Ambassador Jennifer Zimdahl Galt’s Remarks at the Reception in Honor of U.S. Agribusiness Exploratory Trade Delegation

As prepared for delivery

AMBASSADOR GALT: Good evening, everyone.  Thank you for joining us and welcome to my residence.

I want to thank the Ministry of Food and Agriculture, U.S. Department of Commerce  Deputy Assistant Secretary Santillo, and the delegates of the U.S. Agribusiness Exploratory Trade Delegation for joining us on this gorgeous evening for the first – and I assure you not the last – official U.S trade delegation to Mongolia in the all-important agricultural sector.

I would also like to thank the American Chamber of Commerce Mongolia and Nomadic Expeditions for their sponsorship of this visit, and members of the Business Council Mongolia for being here with us.

The range of U.S. government and private sector engagement with the Mongolian agricultural sector is on full display today.

Our two governments are continuing to work together to enhance Mongolia’s capacity to monitor and improve the health of its plants and animals both to benefit Mongolian consumers and to help make Mongolian agricultural products more exportable.

[“1] I am especially pleased that Dr. Muralidhar Bandla, the U.S. Department of Agriculture’s Animal and Plant Health Inspection Service Regional Manager for Asia & Pacific, has joined the delegation.

Dr. Bandla is well-known to many of our government of Mongolia colleagues and, I suspect, to many of our U.S. delegates as well.

He is uniquely qualified to engage with you on possible next steps for enhancing Mongolia’s plant and animal health protocols.

The Government of Mongolia, under the guidance of Minister Burmaa and the Ministry of Food and Agriculture, knows that the time is ripe to develop Mongolia’s agricultural potential.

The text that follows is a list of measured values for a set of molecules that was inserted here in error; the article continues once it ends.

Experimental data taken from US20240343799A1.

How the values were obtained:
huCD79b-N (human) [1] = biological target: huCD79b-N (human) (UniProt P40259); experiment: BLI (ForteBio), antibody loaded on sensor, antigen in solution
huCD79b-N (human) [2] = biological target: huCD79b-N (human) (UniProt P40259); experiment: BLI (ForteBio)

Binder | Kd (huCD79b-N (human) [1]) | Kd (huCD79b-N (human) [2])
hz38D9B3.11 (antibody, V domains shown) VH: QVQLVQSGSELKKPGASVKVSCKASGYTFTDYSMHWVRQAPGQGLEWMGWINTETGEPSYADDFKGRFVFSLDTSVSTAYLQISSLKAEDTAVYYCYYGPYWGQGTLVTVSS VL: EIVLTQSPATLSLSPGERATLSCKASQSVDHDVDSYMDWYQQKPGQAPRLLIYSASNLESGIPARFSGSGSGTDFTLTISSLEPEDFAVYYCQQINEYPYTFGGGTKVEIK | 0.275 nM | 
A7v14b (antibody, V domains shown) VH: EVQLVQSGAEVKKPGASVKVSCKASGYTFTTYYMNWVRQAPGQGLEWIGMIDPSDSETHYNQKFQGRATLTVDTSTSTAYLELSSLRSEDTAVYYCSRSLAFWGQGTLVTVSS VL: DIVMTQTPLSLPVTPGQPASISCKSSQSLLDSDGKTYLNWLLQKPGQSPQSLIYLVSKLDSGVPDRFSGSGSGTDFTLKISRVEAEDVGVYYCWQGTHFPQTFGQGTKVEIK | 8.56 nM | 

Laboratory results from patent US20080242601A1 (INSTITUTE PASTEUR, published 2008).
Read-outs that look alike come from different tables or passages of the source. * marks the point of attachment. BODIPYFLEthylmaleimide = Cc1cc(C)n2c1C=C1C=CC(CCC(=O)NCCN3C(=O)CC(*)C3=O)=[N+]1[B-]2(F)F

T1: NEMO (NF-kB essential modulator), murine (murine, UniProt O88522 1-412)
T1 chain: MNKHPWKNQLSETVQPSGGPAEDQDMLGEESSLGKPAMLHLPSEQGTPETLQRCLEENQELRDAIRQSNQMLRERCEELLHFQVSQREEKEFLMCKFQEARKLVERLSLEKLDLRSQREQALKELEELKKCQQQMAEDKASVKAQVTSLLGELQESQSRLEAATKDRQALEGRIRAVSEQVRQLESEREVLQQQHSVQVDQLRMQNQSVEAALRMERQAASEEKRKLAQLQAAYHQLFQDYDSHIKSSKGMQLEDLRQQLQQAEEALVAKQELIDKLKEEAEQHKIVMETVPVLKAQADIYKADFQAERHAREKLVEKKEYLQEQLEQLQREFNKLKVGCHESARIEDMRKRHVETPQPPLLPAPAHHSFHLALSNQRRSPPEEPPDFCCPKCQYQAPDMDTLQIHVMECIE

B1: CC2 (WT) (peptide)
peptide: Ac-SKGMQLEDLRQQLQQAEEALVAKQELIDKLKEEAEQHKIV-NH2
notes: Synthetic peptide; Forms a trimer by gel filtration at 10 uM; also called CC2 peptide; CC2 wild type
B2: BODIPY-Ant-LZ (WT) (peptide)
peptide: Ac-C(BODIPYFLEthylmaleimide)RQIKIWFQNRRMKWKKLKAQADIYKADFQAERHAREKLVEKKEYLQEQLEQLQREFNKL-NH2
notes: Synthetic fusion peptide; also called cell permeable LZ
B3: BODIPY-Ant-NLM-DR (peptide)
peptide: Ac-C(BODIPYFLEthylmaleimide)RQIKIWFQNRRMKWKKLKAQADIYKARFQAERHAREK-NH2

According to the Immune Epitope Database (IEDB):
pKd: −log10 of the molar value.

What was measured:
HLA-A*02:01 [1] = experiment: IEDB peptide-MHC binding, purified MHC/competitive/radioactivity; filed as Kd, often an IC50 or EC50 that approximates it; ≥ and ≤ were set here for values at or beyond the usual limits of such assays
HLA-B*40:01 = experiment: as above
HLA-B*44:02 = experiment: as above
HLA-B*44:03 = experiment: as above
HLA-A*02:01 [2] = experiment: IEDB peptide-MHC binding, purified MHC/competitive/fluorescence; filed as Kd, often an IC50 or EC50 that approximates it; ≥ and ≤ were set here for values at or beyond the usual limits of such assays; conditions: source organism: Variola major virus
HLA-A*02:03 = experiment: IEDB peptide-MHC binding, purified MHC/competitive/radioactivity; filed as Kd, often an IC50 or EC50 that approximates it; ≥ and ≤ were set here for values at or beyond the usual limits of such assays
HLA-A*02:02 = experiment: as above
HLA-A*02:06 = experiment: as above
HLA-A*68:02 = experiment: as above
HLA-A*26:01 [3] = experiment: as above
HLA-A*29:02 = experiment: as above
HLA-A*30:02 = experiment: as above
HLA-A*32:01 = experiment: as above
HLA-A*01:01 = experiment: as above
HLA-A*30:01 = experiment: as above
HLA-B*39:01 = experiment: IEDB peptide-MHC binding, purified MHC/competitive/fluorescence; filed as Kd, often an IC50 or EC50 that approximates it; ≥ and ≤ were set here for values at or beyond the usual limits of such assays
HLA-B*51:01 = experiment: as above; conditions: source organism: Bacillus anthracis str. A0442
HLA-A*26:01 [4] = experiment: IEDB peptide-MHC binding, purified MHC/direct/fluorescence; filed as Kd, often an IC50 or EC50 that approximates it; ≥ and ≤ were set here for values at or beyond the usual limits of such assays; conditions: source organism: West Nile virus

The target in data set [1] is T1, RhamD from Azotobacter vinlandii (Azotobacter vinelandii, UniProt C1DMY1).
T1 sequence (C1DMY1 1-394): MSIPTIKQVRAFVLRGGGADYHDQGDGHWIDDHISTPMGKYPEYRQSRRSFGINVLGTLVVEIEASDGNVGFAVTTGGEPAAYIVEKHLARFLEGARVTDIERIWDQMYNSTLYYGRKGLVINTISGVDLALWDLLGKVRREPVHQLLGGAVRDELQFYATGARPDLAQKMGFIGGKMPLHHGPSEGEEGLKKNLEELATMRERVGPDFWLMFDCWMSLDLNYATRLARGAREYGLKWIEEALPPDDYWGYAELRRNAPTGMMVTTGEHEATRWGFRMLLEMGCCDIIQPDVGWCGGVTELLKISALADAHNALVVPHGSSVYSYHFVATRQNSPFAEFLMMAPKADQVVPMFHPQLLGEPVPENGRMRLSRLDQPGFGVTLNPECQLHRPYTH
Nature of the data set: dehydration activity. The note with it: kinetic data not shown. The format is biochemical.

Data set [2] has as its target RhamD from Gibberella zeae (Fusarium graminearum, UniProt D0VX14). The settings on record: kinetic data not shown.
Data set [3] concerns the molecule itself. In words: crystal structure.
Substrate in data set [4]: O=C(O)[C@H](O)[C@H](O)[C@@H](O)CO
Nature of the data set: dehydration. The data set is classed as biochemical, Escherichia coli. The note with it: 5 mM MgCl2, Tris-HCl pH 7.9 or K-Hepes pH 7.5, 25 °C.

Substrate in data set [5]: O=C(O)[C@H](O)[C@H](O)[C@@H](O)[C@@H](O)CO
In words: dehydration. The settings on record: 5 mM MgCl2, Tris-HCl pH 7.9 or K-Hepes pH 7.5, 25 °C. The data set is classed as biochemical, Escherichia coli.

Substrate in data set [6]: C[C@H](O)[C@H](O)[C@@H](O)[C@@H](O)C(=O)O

The Government of Mongolia recognizes that Mongolia’s agricultural sector has tremendous competitive advantages in its land mass, proximity to Asian markets, world’s lowest population density, well over 300 days of sunshine per year and very long summer days.

These advantages make development of Mongolia’s agricultural sector key to diversifying the country’s economy to avoid overdependence on the extractive industry.

But how to exploit these advantages – how to transform them from imagined to real?

Mongolia’s nomadic traditions and vast landscape have of course for centuries made herding a cornerstone of the Mongolian economy.

But, Mongolians have for decades been moving in very large numbers from the steppe to the cities to the point where today many visitors are surprised to learn that low-population-density Mongolia is among the most urbanized countries in the world.

This fact translates into even more of the Mongolian land mass becoming available for uses other than herding, including other agricultural uses[“2] .

In brief, Mongolia is wide open to win/win commercial arrangements in the agricultural sector that favor the adoption of  business practices and technologies presented by innovative and highly competitive U.S. private sector companies.

But although the rewards of a vital and vibrant agricultural sector shine bright, everyone here knows that there are challenges to be overcome along the way.

It is my hope that this trade delegation’s visit will mark the beginning of a broad and dynamic free market engagement between the United States and Mongolia that will contribute to Mongolia’s economic diversification and vitality.

I invite you to mark this important moment with a toast.  Here’s to the incubation of partnerships that will put the Mongolian agriculture sector on the path to becoming a world leader.

Thank you and enjoy the evening.